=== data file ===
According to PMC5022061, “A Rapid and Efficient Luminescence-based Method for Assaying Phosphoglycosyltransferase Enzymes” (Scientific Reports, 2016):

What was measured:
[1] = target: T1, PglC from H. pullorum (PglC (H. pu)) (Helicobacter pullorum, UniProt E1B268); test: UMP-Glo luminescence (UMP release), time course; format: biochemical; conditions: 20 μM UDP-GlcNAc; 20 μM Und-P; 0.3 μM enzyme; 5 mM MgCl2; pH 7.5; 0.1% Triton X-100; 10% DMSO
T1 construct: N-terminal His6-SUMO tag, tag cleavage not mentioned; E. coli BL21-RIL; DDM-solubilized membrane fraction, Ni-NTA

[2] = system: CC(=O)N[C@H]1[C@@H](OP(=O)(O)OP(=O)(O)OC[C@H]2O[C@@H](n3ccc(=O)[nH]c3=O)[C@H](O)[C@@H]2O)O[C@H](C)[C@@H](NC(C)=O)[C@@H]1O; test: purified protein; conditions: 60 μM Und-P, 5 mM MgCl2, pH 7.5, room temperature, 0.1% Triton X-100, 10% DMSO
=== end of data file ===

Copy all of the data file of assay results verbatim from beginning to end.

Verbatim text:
According to PMC5022061, “A Rapid and Efficient Luminescence-based Method for Assaying Phosphoglycosyltransferase Enzymes” (Scientific Reports, 2016):

What was measured:
[1] = target: T1, PglC from H. pullorum (PglC (H. pu)) (Helicobacter pullorum, UniProt E1B268); test: UMP-Glo luminescence (UMP release), time course; format: biochemical; conditions: 20 μM UDP-GlcNAc; 20 μM Und-P; 0.3 μM enzyme; 5 mM MgCl2; pH 7.5; 0.1% Triton X-100; 10% DMSO
T1 construct: N-terminal His6-SUMO tag, tag cleavage not mentioned; E. coli BL21-RIL; DDM-solubilized membrane fraction, Ni-NTA

[2] = system: CC(=O)N[C@H]1[C@@H](OP(=O)(O)OP(=O)(O)OC[C@H]2O[C@@H](n3ccc(=O)[nH]c3=O)[C@H](O)[C@@H]2O)O[C@H](C)[C@@H](NC(C)=O)[C@@H]1O; test: purified protein; conditions: 60 μM Und-P, 5 mM MgCl2, pH 7.5, room temperature, 0.1% Triton X-100, 10% DMSO